Okay, here are some things about Alien Ant Farm, who might otherwise be dismissed as one-hit wonders for their recent top-10 cover of Michael Jackson's Smooth Criminal.
First, singer-songwriter Dryden Mitchell is a smart guy, grew up on metal and sensitive folk equally and writes damn fine, angst-driven rock.
Secondly, they have a great rhythm section which kicks along inventively behind Mitchell's vocals and Terry Corso's intelligent guitar work.
Thirdly, despite being from California they don't pretend to be cooler-than-thou, don't fit any nu-metal/skate-punk mould, and have done it on their own without some media hype about a "scene".
Fourthly, and by no means least, they're coming here for the Big Day Out - and hats off to them for getting on a plane when many other American acts are avoiding watching airline stewards running through emergency evacuation procedures.
"We're all about touring," says Mitchell. "We were in London when [September 11] happened and had to fly home a week later. And we've flown a good five, six or seven times since then."
Mitchell understands why bands like Pantera have remained grounded, but Alien Ant Farm have to take advantage of the opportunity. They have a major label debut album ANThology, which peaked at number 11 on the US charts, and an unlikely hit single in their rocking Jackson cover.
"We really don't have a choice. We could say we don't want to do it, but we've got to keep working. Anyone in any business has to do that. It's definitely something to think about doing, but guys like Pantera have made their mark, made some good money and have been around the block a few times.
"It's easier for them to not tour, they're not going to slip under the rug. Whereas if we decided to stop because of what happened, on our first headlining run, that would be very foolish."
"In the beginning we'd play a different cover song at almost every show," says Mitchell, "whether it be by Weezer, Sade, the Police or Bad Brains.
"We'd pick covers for the fun of it, more fun for us than crowds sometimes. Once we stumbled on Smooth Criminal we left the others behind because it got such a cool response.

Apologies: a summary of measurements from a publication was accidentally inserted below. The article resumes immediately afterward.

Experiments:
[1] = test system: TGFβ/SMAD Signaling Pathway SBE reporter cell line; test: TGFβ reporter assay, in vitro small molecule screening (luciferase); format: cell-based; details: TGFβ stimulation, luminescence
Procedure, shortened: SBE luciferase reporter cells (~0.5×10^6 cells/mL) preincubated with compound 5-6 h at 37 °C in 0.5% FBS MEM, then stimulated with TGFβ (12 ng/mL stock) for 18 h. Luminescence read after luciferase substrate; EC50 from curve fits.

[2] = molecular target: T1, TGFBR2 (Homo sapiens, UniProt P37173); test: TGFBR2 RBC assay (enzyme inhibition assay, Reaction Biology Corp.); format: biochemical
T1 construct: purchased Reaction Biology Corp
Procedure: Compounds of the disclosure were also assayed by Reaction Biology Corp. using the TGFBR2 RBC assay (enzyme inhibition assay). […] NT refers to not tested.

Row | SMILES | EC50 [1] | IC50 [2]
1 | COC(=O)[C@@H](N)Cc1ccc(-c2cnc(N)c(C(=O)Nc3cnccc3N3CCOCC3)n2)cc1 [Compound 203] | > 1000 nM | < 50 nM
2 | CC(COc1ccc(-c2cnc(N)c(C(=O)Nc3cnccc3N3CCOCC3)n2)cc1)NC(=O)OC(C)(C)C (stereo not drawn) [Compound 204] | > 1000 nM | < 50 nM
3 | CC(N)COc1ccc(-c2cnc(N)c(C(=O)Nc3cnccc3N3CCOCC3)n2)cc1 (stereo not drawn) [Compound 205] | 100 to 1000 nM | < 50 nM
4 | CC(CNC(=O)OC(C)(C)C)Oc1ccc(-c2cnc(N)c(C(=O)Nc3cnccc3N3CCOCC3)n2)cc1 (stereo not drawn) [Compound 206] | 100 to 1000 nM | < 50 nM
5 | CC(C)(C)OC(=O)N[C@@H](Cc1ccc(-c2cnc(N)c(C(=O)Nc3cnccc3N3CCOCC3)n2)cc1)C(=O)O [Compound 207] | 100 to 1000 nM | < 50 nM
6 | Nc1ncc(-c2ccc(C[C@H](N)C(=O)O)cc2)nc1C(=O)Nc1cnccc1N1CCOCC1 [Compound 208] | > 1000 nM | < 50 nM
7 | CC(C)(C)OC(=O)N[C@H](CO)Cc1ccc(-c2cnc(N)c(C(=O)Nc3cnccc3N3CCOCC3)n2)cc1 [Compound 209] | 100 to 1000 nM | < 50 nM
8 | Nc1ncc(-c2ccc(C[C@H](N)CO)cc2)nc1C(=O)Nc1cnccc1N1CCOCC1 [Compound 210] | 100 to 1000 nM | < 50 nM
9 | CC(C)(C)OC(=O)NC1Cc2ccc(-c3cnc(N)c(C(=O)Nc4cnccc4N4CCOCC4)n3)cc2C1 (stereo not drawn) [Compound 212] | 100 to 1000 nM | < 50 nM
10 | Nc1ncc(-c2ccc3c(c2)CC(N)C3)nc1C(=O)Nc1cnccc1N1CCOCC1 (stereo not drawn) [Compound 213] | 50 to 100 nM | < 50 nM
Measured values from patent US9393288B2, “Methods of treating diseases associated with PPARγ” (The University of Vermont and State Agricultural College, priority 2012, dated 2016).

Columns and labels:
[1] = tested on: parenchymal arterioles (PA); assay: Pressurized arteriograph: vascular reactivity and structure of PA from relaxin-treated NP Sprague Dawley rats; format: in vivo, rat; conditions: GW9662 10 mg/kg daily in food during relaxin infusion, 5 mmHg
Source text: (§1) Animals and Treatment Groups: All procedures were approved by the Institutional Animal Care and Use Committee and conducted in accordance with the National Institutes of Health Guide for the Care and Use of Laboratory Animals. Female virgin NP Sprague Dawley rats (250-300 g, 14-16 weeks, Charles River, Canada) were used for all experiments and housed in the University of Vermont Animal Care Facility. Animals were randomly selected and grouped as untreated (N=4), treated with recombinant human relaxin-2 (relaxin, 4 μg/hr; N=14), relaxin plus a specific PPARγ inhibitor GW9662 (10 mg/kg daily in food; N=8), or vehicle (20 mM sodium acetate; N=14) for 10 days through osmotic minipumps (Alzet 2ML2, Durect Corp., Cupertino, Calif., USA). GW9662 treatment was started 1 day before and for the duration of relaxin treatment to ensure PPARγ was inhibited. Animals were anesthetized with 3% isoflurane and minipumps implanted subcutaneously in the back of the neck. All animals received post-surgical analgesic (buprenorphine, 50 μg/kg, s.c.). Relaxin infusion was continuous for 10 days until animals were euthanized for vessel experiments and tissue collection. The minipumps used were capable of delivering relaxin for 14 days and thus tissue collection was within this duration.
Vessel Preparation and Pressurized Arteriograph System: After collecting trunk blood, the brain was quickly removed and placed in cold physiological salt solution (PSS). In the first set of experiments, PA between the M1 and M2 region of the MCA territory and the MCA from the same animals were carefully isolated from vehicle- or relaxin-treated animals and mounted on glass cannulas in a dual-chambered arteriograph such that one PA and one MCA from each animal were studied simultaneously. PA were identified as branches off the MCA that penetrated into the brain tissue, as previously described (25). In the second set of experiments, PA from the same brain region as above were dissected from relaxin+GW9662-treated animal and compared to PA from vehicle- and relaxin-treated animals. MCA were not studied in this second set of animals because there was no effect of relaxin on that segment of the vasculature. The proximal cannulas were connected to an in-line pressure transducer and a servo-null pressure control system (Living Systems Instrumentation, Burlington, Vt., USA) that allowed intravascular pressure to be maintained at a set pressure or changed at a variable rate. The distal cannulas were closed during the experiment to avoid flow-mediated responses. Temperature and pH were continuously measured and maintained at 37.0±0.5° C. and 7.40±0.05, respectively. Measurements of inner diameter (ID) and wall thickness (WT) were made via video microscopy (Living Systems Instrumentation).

"Kids had secretly been into Michael Jackson. I'd ask them about him and they'd say, 'Screw him, he's a freak', then we'd play the song and they'd go crazy.
"It's cool not to like him - he is a weirdo - but he's also a musical genius. I'm not too excited about his new album [Invincible] but just about everything he's done is great."
For someone whose band has already been labelled as nu-metal, Mitchell also drops other names as unlikely as Jackson's. He's a huge fan of singer-songwriters Edie Brickell (aka Mrs Paul Simon) and Tracy Chapman.
"I played in metal bands as a kid and got burned out on it. The melodies just started to get lost. I wondered why bands were playing so-called music that had no music and no melody. So I listened to the most simple music I could which had great melodies.
"Naturally I just floated over into acoustic guitar and vocals for a couple of years and was extremely influenced by Tracy Chapman and Edie Brickell, and I'm glad for that.
"I'm also glad I got that metal side too, though, because whatever you've been into you can use the way you want for your own style.
"In nu-metal the influences are about nil-to-none, and bands use riffs from other bands and so, ultimately, sound like them. There are bands that are pretty melodic, like Incubus, and some I respect, but we have much more fun pulling from Queen or Steely Dan than we would from bands like Metallica, even though I love Metallica.
"The problem is that too many bands pull from the same genre and it's turning the same music over and over.
"Nu-metal looks like a movement someone wanted to invent that never really stuck. We're just trying to do our own thing, but at the same time we've got a cover song going which I'm grateful for. It's a blessing and I still love playing it. But it's not ours, and we're all about doing our own stuff."
And what sets AAF apart is the strength of their originals. All of the four-piece are academically schooled in music.
Bassist Tye Zamora knows licks from jazz bassist Stanley Clarke and plays in a Primus covers band. Guitarist Terry Corso cites Black Sabbath and Jeff Buckley as equal influences, and drummer Mike Cosgrove's tastes have shifted from Twisted Sister to Sting and Seal.
That's quite some musical territory to be comfortable with and, born out of a break-up, Mitchell's lyrics on ANThology reflect that equal interest in emotionally naked lyrics from folk and the directness of his metal edge. And sometimes he looks at the world from a woman's perspective.
"We're fortunate we've got a rhythm section which is mature and studied in jazz and world music. To pull from those rhythms is important so we don't get stale and can write songs from an inventive drum beat rather than just searching for a guitar riff.
"I think the album's got a human appeal, like the diary-esque lyrics and raw vocals. Practically the whole record deals with failed relationships, but it's pretty positive at the same time. Writing from a woman's perspective made me realise I wasn't such a good guy after all.
"Sometimes I hear some of the album and it's like someone on the verge of a breakdown. It's heavy emotionally, but not heavy within the music.
"I'm excited to be in this band because everybody's studied music which has taught us where to steal the best from. It's not ripping off when you find something that works over hundreds of years, it's just knowledge. To completely take a song is stealing, but all that stuff is there for you to use, and you should.
"There's only those notes and it's all been done before, so it's now just up to whoever to stack them the way they want - and put on their own little twist."